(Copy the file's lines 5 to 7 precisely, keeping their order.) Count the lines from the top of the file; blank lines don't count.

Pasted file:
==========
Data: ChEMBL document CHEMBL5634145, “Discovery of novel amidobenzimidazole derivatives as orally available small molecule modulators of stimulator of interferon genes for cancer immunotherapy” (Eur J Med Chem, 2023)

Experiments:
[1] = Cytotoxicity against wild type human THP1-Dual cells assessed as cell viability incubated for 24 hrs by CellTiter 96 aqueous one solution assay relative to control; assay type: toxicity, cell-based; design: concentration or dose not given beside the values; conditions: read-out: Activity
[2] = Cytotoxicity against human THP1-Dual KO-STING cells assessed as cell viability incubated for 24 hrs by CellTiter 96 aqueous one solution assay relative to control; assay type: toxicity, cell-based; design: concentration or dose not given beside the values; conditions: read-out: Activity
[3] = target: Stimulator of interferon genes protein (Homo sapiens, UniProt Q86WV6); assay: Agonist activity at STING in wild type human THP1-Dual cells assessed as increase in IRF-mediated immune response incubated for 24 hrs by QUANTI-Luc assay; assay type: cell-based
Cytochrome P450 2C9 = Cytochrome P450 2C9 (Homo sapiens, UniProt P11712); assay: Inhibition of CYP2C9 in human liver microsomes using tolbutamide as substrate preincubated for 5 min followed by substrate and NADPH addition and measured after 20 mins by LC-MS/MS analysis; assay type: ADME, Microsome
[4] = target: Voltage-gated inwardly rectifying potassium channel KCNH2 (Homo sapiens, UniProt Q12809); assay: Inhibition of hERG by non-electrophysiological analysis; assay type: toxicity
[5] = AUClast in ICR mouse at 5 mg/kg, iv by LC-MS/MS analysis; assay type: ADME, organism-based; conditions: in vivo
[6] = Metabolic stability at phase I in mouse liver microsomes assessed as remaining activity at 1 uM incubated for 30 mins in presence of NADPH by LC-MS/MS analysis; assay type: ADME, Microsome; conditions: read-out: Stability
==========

[3] = target: Stimulator of interferon genes protein (Homo sapiens, UniProt Q86WV6); assay: Agonist activity at STING in wild type human THP1-Dual cells assessed as increase in IRF-mediated immune response incubated for 24 hrs by QUANTI-Luc assay; assay type: cell-based
Cytochrome P450 2C9 = Cytochrome P450 2C9 (Homo sapiens, UniProt P11712); assay: Inhibition of CYP2C9 in human liver microsomes using tolbutamide as substrate preincubated for 5 min followed by substrate and NADPH addition and measured after 20 mins by LC-MS/MS analysis; assay type: ADME, Microsome
[4] = target: Voltage-gated inwardly rectifying potassium channel KCNH2 (Homo sapiens, UniProt Q12809); assay: Inhibition of hERG by non-electrophysiological analysis; assay type: toxicity